Build This Beer Cooler Ukulele & Amaze Your Friends
Difficulty: moderately easy.
Overview: Simply put, the Styrofoam Cooler Ukulele is nothing but a neck without a body and a huge cooler screwed to the butt end.
We know that the body of an acoustic stringed instrument has a hollow body made of thin wood to amplify the vibrating strings that run across it. But have you ever considered the resonance of styrofoam?
The lightweight polystyrene foam is amazingly resonant and doesn’t even need to touch the strings of an instrument. It can just be connected to it via a long neck, as seen in these plans. Sure, the design produces the most alien-looking uke you'll ever see... BUT IT SOUNDS INCREDIBLE and it’s sure to be an attention getter at the next barbeque!
Watch the video to hear it for yourself:
Here's the parts I used:
- 1x2 plank of maple, 33 inches long
- A separate thin plank of oak for the fretboard
- Small piece of maple for the floating bridge
- Medium/Medium fretwire
- A four pack of Shane Speal signature tuners
- A pack of standard ukulele strings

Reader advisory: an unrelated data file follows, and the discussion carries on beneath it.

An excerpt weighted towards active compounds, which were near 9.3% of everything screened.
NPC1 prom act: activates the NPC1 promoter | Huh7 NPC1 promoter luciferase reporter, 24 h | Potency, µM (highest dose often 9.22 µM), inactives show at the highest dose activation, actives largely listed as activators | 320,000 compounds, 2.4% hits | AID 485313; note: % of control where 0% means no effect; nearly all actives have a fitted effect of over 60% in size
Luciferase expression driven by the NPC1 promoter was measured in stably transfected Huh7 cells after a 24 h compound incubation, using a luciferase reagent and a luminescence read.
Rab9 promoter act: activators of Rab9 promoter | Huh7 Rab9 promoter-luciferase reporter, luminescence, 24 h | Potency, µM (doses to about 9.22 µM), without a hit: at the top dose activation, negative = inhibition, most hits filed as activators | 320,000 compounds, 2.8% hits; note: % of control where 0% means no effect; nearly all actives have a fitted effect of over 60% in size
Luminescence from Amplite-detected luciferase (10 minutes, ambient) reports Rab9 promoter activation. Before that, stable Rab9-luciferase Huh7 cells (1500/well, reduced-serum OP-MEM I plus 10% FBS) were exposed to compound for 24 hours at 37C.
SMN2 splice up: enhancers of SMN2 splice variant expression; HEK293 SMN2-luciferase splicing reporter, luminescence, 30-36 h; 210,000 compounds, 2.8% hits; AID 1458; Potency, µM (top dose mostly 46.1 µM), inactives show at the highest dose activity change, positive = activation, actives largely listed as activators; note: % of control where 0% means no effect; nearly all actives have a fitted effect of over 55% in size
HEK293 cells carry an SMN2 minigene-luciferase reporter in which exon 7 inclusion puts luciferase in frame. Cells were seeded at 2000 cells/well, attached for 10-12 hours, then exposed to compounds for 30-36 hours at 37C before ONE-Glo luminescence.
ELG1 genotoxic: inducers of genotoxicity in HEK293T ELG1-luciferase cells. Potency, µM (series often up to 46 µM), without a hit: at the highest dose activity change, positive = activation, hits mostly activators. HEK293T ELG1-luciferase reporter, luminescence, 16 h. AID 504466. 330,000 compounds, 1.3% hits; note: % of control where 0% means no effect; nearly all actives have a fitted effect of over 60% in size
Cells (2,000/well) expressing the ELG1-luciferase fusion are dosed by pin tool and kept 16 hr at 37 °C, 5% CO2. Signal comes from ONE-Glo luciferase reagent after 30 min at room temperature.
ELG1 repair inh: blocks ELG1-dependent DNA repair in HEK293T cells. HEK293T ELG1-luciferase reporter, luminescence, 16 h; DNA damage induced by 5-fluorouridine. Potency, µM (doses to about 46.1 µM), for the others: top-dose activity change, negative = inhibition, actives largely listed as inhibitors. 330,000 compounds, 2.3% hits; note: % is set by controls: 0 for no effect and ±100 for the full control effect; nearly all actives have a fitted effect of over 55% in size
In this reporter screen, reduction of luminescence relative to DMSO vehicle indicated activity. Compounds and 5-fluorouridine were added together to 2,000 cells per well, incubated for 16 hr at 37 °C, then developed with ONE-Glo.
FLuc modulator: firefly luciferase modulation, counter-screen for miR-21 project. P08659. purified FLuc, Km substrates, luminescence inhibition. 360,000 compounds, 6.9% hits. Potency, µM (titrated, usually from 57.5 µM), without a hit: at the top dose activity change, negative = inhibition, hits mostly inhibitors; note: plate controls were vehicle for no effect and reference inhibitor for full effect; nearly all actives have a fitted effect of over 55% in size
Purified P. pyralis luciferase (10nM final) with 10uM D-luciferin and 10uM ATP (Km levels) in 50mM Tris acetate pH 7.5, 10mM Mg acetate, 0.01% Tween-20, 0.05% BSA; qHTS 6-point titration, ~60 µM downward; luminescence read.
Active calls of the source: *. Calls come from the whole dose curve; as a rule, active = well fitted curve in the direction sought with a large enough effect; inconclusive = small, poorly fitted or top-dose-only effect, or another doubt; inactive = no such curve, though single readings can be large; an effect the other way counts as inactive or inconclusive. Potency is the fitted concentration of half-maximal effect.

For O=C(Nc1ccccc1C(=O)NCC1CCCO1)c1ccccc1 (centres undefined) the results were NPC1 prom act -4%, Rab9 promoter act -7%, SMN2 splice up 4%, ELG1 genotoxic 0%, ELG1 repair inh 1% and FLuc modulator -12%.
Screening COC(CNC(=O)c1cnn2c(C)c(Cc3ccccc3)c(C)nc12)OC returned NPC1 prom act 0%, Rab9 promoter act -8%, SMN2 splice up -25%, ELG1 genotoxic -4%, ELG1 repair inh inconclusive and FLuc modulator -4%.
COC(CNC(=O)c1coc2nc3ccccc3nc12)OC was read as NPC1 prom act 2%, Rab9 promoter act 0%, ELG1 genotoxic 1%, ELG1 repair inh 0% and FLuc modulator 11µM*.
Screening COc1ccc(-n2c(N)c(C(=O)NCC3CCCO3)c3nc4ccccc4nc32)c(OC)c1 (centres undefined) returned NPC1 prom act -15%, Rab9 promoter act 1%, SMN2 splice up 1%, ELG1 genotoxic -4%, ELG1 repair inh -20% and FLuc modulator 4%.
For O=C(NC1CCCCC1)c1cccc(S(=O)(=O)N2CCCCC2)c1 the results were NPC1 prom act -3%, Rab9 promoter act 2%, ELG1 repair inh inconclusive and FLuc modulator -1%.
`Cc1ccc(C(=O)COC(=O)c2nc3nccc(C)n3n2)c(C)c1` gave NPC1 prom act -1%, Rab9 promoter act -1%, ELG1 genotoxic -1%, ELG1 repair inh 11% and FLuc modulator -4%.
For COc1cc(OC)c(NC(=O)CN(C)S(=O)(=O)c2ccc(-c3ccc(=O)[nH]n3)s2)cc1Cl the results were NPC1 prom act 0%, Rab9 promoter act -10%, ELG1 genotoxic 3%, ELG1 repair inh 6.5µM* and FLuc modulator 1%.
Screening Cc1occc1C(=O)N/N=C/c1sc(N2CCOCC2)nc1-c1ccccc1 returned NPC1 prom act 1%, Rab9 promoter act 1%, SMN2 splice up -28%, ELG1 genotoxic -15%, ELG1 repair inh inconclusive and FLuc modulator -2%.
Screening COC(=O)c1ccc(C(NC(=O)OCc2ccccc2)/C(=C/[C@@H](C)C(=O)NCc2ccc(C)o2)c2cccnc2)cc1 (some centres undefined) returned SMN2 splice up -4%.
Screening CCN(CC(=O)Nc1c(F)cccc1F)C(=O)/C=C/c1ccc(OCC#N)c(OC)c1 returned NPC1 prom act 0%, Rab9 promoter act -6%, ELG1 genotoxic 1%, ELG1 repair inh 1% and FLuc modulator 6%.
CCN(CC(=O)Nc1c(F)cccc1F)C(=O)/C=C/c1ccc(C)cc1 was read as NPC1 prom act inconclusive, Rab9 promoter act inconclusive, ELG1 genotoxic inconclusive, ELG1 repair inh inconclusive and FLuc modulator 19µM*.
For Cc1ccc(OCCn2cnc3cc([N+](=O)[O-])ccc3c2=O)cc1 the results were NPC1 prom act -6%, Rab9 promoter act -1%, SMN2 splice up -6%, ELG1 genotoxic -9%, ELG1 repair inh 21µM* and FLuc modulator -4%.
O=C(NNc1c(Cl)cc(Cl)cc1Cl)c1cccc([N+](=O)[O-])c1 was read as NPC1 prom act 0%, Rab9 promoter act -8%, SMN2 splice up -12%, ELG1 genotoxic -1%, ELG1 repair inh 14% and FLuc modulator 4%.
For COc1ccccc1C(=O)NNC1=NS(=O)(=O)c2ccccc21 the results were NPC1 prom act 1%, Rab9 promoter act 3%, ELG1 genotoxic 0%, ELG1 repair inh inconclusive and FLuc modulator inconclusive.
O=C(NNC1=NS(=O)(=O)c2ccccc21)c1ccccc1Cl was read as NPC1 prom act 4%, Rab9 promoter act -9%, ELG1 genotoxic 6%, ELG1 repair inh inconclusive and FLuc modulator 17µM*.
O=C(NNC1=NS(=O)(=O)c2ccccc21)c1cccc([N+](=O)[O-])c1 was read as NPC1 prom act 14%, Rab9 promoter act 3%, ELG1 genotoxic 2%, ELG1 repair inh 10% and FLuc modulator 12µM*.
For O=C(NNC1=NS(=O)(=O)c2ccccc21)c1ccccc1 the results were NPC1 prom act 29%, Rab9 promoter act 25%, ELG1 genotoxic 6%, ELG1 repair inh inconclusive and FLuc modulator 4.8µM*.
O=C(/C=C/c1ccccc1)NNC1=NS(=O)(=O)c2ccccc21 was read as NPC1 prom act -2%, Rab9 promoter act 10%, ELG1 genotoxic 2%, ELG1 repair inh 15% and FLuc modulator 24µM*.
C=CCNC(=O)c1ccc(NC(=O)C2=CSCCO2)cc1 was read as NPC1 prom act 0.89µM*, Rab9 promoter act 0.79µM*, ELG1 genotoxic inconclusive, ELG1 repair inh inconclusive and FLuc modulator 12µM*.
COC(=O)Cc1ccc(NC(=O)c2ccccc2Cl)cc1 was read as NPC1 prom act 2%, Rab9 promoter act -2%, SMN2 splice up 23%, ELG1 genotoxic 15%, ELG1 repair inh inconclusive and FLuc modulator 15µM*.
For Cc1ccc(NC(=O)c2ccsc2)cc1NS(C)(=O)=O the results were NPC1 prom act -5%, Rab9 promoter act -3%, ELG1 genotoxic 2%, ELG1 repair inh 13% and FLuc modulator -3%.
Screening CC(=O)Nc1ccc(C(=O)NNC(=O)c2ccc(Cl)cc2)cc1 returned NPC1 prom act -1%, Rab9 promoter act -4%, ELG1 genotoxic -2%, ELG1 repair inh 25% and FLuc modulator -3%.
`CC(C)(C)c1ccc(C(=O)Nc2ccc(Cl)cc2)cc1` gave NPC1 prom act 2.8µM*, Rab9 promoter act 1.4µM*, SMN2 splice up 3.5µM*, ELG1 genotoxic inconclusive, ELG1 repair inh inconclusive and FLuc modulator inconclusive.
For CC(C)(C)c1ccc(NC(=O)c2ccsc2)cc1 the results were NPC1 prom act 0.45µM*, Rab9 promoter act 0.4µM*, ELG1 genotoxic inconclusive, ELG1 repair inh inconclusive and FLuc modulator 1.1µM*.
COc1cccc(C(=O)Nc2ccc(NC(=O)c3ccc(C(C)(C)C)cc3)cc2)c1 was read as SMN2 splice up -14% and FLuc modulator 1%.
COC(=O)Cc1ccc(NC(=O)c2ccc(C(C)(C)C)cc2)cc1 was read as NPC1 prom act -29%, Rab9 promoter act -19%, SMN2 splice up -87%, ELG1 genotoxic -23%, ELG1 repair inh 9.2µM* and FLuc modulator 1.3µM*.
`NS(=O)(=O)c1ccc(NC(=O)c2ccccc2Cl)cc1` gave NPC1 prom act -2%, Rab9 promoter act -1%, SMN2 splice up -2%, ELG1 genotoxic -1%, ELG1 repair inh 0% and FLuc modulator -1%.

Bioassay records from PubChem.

- a used styrofoam cooler
- One drywall screw and a large washer to anchor the cooler to the neck.
This is a very easy project!
- Scoop out the headstock and drill for the tuners.
- Make the fretboard separately (I chose a 13.5" soprano scale) and attach it to the neck.
- Create a floating bridge that is high enough for proper string height.
- Drill two holes for each string, 2 inches behind the placement of the floating bridge. These will be your string anchors where you feed the strings through and tie them tight.
- Drill a pilot hole at the end of the stick for the cooler screw
- String up the ukulele.
- Attach the cooler to the end of the stick using a drywall screw and washer.
Note: This ukulele was inspired by Bart Hopkin's seminal book, Musical Instrument Design: Practical Information for Instrument Design. (Purchase on Amazon here.)